If one more bolt had been placed, the risk for getting killed on the route would be minimal. I am not saying one bolt every meter but why should there be death potential on sport routes?

So we have experienced indoor climbers that of course never have taken any quick draws and has learnt that the best thing in climbing is to go for it.

Let us say, the first day outdoor they come to this badly bolted route. How should he get experienced on what to do on death dangerous climbs? All his friends are indoor climbers and there is not outdoor course available for all the thousands of guys wanting to get outdoors.

The indoor climber has been thought that there is no death potential in climbing...

Where should he learn?

"Outdoor requires slightly different rules for clipping"
OffLine Henning Wang
  2019-03-12 11:25:46    
If the death potential on all these easy routes were so great, why don´t we see a lot of dead beginners/teenagers at these super dangerous crags? I mean, have anyone actually died sportclimbing falling at the start of the route? or while sportclimbing in general?

I have bailed out on many onsights on much harder routes at the second-third draw because of groundfall potential and bad bolt placements when the draws are not in/not enough margin to safely clip.. I do not agree at all that it´s only the easy routes that have this danger potential. It is basically any route, regardless of grade where the bolter has bolted with the intention that draws are in place (obviously not a great practice..) or where there is a crux with no easy cliping possitions in the first part of the wall.

You do not need to be very expirienced to see the danger in climbing high above a bolt at the bottom of the wall to then fall while clipping. If someone is teaching that this is super safe indoors I´d rather question that then say all routes should be rebolted.
OffLine Philippe Vaucher
  2019-03-13 10:30:16    
FWIW I also often see people climbing "dangerously" indoor, they don't seem to understand the potential of ground fall for the first 2-3 bolts (e.g the belayer giving them too much slack, climber not clipping where he should, etc).
OnLine Jens Larssen
  2019-03-13 10:58:25    
@Henning: I am sure there are several death or seriously injured climbers every year due to bad bolting on easy routes. I remember a swedish girl died in Frankenjura some 15 years ago on like a 5c route. I guess you know that several routes in Frankenjura have been rebolted and this happends all over the world.

It seems you logic is, "let us wait until somebody dies and then we know where to place an extra bolt."

@Philippe: What you say just confirms what I am saying. There are many climbers who has poor knowledge about safety when they go out. The difference is that indoor you very seldom die and there you also sometimes have other persons confronting the guys with poor safety knowledge... outdoors you are on your own.

I have never said that all routes outdoor should be rebolted. I have said that there should not be death potential on easier routes.

If the FA on this route agrees that one extra bolt could be placed in the start? Is there anybody who actually think that this should not be done as it is good with death potential on some easier routes?
OffLine Henning Wang
  2019-03-13 12:08:52    
It seems you logic is, "let us wait until somebody dies and then we know where to place an extra bolt."

- That is not what I`m saying at all..

I have never heard of anyone dying from bad bolting on easy routes, nor can I find anything about it googling the internet. I`m not saying it never happened, but if this is a real problem I find it strange that it is not mentioned anywhere. Could you please back up this claim with facts and referances? "I am sure" is not a very convincing argument..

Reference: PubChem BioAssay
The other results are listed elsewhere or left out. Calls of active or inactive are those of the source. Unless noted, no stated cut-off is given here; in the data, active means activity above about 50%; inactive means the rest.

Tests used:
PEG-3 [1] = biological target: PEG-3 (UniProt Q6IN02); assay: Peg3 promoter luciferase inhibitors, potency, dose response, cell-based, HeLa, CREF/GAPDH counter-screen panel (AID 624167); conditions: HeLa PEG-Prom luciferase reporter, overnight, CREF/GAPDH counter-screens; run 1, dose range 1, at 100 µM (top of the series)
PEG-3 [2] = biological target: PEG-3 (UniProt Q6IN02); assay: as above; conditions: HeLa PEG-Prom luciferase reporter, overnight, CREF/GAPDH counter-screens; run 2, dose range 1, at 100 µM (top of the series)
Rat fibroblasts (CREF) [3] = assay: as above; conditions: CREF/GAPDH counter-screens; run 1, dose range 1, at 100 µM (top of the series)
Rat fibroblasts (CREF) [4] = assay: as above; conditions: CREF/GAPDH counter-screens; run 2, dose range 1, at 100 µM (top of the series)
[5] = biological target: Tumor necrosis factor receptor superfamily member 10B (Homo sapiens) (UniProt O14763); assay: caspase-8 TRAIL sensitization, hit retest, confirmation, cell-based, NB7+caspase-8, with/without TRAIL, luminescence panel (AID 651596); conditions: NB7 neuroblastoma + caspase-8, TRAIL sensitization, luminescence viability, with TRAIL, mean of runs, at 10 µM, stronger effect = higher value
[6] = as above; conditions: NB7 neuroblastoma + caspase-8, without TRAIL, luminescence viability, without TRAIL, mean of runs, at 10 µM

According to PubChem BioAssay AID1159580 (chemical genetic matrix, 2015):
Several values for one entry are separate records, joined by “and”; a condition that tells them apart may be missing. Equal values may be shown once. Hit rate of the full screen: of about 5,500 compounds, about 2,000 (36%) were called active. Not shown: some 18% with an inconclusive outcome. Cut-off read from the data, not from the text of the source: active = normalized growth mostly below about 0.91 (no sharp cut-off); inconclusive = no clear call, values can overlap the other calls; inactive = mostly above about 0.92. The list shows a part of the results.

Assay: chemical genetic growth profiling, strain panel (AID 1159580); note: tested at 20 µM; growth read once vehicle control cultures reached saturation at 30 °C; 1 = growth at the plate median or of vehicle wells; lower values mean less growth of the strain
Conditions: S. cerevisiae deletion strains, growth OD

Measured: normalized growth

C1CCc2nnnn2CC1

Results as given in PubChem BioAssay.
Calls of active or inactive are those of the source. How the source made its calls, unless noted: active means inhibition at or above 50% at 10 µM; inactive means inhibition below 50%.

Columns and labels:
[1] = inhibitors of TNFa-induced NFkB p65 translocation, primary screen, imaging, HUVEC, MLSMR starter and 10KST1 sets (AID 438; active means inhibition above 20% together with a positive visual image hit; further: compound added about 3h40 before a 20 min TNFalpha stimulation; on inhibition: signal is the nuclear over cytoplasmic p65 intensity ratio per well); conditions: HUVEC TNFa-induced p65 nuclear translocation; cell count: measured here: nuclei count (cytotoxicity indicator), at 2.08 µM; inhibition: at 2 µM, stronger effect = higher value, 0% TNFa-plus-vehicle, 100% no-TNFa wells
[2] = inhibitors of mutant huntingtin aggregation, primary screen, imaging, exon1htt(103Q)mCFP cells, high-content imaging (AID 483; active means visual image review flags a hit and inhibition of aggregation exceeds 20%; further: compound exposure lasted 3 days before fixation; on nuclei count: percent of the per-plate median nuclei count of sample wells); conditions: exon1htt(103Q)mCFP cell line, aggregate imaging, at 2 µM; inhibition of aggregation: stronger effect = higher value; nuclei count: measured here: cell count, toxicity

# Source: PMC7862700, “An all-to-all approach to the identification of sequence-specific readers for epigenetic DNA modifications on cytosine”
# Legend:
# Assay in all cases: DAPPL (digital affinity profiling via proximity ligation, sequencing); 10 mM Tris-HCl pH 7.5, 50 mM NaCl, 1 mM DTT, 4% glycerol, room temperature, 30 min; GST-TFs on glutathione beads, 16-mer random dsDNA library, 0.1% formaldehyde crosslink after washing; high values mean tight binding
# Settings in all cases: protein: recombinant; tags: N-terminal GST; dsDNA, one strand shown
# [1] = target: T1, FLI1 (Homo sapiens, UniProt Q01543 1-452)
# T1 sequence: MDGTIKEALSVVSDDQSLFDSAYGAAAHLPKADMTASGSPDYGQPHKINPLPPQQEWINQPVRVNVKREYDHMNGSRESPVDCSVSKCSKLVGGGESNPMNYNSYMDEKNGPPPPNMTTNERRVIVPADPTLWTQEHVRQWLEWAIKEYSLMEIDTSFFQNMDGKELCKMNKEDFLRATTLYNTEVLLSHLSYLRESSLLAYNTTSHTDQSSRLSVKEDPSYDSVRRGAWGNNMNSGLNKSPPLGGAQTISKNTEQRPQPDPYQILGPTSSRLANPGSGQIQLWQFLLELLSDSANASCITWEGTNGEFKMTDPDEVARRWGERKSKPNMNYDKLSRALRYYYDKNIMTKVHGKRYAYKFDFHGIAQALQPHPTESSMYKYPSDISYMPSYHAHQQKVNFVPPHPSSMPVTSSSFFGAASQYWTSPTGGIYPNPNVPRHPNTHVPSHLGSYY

I do not disagree that on very badly bolted routes that a. causes a lot of injuries, b. are not climbed because of the bolting or c. are not classics with a mental aspect, there should be room for making changes if all parties involved agree. If that is the case however that usually happens on it´s own in the local communites.

Climbing is in it´s nature a potentially dangerous activity. You can´t change that with more bolts. People die from falling down stairs after all, adding an additional bolt in a spot where clipping is hard will not necesarily make things better/safer.
OnLine Jens Larssen
  2019-03-13 12:57:46    
It must be obvious that with one more bolt on the route in the video, the next climber will have less risk to die. I am glad that you think it is OK to put one extra bolt if all parties involved agree. That is what I have been saying the whole time so it is hard for me to understand why you have put so many contradictive arguments.

The death accident due to poor bolting in Frankenjura I am referring to was mentioned in our magazine Bergsport.
OffLine Off The Couch
  2019-03-16 20:32:09    
I agree, and am glad this guy didn't bite the big mango. Seemed exceedingly close to a crippling injury. It's possible that there was some gear placement in between the 2nd and 3rd. In many parts of the United States, "mixed" routes are par for the course and will likely lead to more bad situations like this. From my limited understanding, Farley Ledges is a fairly traditional type crag.

I have always been a proponent of the way it's done in Smith Rocks, where many of the 5.5 and 5.6 bolted routes are tightly protected, but as you get into 5.12 and 5.13 the bolts are generally spaced out farther.

Unfortunately the reverse is often the case in "trad" areas like Tuolumne Meadows and many other US crags. Easier routes have zero or very sparse bolting jobs but as you get into harder 5.11/.12 the bolting generally becomes much safer, or are even "bolt ladders" that go free. It just seems ass-backwards in my book.

The other problem in the States is that many of the first ascentionists are "ardent trads" who don't believe in making their routes safe and will fight tooth and nail, preferring, I suppose that a "noob" gets hurt or killed. Provincialism at it's best...MY ROCK, MY RULES, MY CLIMB...